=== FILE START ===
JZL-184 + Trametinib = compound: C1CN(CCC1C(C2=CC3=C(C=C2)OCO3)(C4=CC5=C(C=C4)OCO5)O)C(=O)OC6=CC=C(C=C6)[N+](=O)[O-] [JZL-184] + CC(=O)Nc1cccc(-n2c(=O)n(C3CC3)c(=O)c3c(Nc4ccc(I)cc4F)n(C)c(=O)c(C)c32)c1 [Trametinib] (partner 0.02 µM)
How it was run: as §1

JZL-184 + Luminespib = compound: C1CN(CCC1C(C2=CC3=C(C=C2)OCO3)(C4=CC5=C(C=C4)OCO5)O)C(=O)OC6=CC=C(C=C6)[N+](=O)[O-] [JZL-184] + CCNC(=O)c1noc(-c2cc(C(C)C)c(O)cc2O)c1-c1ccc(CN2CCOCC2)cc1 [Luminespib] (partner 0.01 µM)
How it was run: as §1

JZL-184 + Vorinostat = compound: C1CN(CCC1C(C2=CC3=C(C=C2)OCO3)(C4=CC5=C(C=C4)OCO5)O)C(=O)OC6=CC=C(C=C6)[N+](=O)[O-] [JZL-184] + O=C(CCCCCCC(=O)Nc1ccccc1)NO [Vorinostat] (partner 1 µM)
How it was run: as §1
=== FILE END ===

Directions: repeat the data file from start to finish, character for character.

JZL-184 + Trametinib = compound: C1CN(CCC1C(C2=CC3=C(C=C2)OCO3)(C4=CC5=C(C=C4)OCO5)O)C(=O)OC6=CC=C(C=C6)[N+](=O)[O-] [JZL-184] + CC(=O)Nc1cccc(-n2c(=O)n(C3CC3)c(=O)c3c(Nc4ccc(I)cc4F)n(C)c(=O)c(C)c32)c1 [Trametinib] (partner 0.02 µM)
How it was run: as §1

JZL-184 + Luminespib = compound: C1CN(CCC1C(C2=CC3=C(C=C2)OCO3)(C4=CC5=C(C=C4)OCO5)O)C(=O)OC6=CC=C(C=C6)[N+](=O)[O-] [JZL-184] + CCNC(=O)c1noc(-c2cc(C(C)C)c(O)cc2O)c1-c1ccc(CN2CCOCC2)cc1 [Luminespib] (partner 0.01 µM)
How it was run: as §1

JZL-184 + Vorinostat = compound: C1CN(CCC1C(C2=CC3=C(C=C2)OCO3)(C4=CC5=C(C=C4)OCO5)O)C(=O)OC6=CC=C(C=C6)[N+](=O)[O-] [JZL-184] + O=C(CCCCCCC(=O)Nc1ccccc1)NO [Vorinostat] (partner 1 µM)
How it was run: as §1